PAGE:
The Instigator
TheRealRayOfWisdom
Con (against)
Tied
0 Points
The Contender
miloisqueer
Pro (for)
Tied
0 Points

Romanticizing Mental Illness

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Voting Style: Open Point System: 7 Point
Started: 10/15/2015 Category: Society
Updated: 1 year ago Status: Post Voting Period
Viewed: 416 times Debate No: 81000
Debate Rounds (3)
Comments (2)
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TheRealRayOfWisdom

Con

I would first like to preface my argument with the following obvious, but necessary proviso: Of course, I understand that not every person who suffers from a mental illness is doing so to seek attention. I also understand that an individual could have comfort in all aspects of their life, but neurochemistry may legitimately render that insignificant.

Off we go then!

From my extensive web travels and lifetime of experience in the public school system, I have witnessed firsthand and experienced far too many incidences in which teens with relative socioeconomic and medical stability feign mental illness because they realize it gets them attention. The woes they decry are disproportionate to their comfortable standards of living. Depression, Schizophrenia, Obsessive Compulsive Disorder, and Bipolar Disorder are chief among the major psychological illnesses that I have watched teenagers fake. It is widely known that the teen years are a critical period of self-determination and self-discovery. Teens yearn to belong and feel socially accepted during this tumultuous era of existence. The teenager who is not mentally insecure in some capacity is indeed an anomaly. And thus, teens resort to any means necessary to feed the ego.

In defense of these misguided, egotistical teens, the alleged appeal of mental illness could be somewhat understandable considering the innumerable beloved pop culture icons who display classic symptoms of disorder. Batman, The Joker, Dr. Gregory House, Sherlock, Watson, the main casts of Scrubs, the Office, Parks and Recreation and so many other revered characters display their baggage to accentuate their complexities. When song lyrics such as "beautiful scars on critical veins" (popular teen group: All Time Low) are inculcated into one's consciousness, it is easy to allow one's self to become swept away.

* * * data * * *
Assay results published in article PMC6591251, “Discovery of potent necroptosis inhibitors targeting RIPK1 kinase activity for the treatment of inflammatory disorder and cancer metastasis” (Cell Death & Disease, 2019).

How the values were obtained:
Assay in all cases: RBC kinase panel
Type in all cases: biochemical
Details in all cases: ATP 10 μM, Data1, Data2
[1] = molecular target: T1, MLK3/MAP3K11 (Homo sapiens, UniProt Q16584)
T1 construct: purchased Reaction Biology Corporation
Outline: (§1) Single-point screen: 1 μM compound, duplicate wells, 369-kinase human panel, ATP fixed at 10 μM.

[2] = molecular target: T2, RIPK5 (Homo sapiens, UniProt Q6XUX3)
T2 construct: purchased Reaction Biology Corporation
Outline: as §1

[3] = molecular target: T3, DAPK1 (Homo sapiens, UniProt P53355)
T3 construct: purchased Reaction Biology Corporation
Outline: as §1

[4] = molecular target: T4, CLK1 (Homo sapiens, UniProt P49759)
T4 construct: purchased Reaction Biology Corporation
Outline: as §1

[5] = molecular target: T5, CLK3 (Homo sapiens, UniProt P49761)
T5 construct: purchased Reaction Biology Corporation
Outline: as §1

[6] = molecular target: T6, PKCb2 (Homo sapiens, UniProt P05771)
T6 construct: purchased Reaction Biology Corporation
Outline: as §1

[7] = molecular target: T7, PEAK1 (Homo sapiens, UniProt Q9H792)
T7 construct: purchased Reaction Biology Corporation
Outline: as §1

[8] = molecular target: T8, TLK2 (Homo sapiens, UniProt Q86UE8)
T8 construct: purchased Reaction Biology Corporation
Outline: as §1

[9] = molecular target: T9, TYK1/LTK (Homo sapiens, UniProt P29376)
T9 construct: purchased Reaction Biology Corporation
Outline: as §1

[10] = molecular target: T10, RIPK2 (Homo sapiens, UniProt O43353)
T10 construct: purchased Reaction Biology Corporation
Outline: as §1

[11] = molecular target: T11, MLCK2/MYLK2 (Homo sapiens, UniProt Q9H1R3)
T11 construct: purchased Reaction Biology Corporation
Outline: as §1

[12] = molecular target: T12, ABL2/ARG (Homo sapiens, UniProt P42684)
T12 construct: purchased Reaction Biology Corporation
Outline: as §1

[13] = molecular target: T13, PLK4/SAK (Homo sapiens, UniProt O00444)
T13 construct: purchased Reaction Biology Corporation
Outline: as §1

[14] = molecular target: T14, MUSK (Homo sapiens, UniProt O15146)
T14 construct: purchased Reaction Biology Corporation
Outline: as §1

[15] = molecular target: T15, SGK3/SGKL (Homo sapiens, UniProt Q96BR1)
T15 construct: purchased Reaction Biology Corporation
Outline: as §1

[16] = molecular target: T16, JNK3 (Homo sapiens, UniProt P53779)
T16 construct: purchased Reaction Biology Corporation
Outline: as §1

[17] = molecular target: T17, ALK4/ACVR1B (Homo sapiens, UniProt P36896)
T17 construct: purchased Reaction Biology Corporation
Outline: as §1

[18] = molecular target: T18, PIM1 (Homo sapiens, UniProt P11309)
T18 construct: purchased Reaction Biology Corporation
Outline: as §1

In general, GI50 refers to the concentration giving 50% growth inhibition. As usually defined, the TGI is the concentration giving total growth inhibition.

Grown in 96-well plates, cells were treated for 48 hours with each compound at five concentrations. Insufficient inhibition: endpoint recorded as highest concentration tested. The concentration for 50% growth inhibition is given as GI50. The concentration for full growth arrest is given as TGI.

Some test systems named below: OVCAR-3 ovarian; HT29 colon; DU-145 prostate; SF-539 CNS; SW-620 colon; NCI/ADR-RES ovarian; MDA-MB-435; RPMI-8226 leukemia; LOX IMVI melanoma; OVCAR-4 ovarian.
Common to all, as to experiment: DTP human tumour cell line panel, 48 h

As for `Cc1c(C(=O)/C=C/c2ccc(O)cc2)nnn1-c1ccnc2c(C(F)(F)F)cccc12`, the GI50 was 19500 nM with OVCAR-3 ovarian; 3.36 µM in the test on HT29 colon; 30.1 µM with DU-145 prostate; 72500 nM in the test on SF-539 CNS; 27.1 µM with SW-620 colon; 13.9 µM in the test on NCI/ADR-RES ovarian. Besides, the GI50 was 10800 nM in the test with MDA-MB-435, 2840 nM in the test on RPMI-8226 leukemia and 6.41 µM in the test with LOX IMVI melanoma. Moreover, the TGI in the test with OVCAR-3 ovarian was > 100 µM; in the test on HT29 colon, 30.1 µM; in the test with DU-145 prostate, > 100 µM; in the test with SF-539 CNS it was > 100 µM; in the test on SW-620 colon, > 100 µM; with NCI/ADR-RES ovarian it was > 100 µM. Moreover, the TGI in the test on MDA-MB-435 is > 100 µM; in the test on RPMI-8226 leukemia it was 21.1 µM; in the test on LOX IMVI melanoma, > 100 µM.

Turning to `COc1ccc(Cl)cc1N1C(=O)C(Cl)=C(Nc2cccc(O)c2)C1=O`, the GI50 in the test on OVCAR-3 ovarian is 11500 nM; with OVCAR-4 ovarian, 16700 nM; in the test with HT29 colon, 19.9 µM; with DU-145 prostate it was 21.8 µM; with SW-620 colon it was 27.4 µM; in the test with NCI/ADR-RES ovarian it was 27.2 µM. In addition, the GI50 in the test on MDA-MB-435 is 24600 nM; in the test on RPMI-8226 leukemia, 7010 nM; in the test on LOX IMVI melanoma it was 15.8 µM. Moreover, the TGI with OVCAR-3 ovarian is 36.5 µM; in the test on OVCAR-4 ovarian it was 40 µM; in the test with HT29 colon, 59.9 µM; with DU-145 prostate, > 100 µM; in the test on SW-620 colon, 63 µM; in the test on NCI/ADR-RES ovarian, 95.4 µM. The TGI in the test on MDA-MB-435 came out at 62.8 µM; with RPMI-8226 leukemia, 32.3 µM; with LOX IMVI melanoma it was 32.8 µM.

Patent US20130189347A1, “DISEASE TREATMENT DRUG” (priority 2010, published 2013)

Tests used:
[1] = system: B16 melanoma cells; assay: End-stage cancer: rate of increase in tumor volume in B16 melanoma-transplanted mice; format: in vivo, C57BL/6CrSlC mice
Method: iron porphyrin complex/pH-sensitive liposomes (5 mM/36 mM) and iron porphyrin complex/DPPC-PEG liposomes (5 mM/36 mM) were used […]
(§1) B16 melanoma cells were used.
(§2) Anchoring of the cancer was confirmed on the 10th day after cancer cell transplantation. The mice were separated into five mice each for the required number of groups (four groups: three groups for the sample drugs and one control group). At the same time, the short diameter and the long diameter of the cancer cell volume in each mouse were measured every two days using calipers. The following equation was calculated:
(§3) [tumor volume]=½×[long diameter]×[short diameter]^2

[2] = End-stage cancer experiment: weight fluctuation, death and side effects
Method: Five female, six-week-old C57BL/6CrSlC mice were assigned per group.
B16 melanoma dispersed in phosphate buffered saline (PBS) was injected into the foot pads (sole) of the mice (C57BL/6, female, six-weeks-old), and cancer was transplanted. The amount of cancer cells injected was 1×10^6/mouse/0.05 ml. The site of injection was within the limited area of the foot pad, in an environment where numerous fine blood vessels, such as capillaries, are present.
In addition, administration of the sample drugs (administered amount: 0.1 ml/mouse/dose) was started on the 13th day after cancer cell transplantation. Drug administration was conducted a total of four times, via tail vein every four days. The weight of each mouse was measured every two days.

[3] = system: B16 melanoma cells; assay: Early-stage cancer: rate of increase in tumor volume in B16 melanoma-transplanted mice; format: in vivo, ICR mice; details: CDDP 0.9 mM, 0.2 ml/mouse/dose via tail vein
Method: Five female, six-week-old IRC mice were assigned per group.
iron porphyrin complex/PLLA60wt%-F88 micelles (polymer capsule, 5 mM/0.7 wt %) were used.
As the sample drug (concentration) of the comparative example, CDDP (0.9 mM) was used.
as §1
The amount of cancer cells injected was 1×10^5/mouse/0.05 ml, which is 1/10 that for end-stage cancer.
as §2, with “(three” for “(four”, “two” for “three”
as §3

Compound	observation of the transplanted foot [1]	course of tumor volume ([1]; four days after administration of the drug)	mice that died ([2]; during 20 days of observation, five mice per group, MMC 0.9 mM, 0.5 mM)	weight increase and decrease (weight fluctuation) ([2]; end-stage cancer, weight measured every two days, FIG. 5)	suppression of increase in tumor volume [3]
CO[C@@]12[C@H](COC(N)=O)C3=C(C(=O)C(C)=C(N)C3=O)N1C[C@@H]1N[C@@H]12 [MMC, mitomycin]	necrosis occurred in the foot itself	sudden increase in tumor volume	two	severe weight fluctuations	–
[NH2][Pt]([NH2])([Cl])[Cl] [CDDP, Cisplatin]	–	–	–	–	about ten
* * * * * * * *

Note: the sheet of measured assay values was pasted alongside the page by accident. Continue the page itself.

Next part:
Still unsure about what I mean? Click the following link.

https://encrypted-tbn3.gstatic.com...

Too many of these posts^ circulate the web and inflate the egos of the attention-seeking and immature. I've seen multiple teenagers on multiple occasions, "play-depressed" solely to have those around them make a fuss at comforting them. The instant they think no one is watching, they proceed as normal.

Enough of my ranting, I'd like to hear from others! If you've never experienced this, then I'm ecstatic to know that teens everywhere don't indulge in this behavior. But, please, if you have witnessed similar instances of feigned mental illness, I would love to hear from you!
miloisqueer

Pro

I agree with you that many use mental illness simply as an excuse to gain attention from those around them; However, I believe that many people have symptoms of such undiagnosable ailments as extreme self-hatred or lack of self esteem. As a youth who has experienced the true horrors and pains of mental illness (including hospitalization, family tension, and medication, as well as innumerable emotional traumas), I find nothing more annoying than my peers faking the problems I have dealt with, because it shows a fundamental lack of understanding thereof. It in fact makes getting the accommodations I need for panic disorder harder to obtain, because many use such allowances as an excuse to skip class.